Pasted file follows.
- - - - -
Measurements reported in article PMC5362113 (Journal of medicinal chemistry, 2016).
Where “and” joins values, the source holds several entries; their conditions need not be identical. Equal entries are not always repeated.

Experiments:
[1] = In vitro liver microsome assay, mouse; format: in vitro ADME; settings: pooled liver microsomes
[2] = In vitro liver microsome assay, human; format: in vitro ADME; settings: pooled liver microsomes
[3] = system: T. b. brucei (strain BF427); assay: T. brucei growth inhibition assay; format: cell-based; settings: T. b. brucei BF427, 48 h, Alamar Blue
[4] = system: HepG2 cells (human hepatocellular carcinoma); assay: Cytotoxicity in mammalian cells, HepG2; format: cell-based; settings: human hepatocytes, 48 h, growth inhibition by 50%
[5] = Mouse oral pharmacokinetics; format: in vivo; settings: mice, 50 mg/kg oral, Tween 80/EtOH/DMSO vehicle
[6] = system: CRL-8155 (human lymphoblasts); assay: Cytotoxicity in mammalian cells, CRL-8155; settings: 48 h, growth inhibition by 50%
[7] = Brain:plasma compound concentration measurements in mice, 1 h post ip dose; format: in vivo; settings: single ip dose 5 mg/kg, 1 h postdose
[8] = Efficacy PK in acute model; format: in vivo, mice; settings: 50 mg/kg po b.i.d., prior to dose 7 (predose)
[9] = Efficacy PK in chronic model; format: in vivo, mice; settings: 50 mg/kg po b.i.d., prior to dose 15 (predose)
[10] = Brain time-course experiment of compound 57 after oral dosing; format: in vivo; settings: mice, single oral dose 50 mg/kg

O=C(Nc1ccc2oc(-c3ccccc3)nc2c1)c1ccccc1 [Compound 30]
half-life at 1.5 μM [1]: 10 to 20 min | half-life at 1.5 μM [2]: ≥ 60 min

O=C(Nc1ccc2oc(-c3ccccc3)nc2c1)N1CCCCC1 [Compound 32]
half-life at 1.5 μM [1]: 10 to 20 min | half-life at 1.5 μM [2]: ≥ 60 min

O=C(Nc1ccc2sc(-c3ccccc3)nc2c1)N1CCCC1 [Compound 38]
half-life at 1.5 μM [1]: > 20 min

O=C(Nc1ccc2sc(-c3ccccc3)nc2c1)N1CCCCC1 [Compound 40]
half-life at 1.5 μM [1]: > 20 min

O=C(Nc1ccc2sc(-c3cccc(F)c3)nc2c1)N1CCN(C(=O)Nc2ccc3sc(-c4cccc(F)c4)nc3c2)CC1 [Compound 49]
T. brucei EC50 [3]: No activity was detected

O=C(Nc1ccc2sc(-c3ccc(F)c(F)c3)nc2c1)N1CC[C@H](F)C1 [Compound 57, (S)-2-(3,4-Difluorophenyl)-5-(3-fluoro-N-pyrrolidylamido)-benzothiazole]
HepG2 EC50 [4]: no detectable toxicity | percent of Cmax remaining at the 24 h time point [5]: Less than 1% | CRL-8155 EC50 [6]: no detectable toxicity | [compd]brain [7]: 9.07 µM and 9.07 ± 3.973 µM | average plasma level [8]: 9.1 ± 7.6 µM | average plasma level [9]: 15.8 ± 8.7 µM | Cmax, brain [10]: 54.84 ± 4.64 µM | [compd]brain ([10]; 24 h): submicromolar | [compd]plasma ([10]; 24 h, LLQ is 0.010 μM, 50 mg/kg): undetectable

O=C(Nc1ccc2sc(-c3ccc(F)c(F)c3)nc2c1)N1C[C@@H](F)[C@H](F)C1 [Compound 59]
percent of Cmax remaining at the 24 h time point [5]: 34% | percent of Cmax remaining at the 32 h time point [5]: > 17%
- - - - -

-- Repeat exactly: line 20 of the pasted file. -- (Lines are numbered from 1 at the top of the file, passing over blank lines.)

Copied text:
O=C(Nc1ccc2sc(-c3ccccc3)nc2c1)N1CCCCC1 [Compound 40]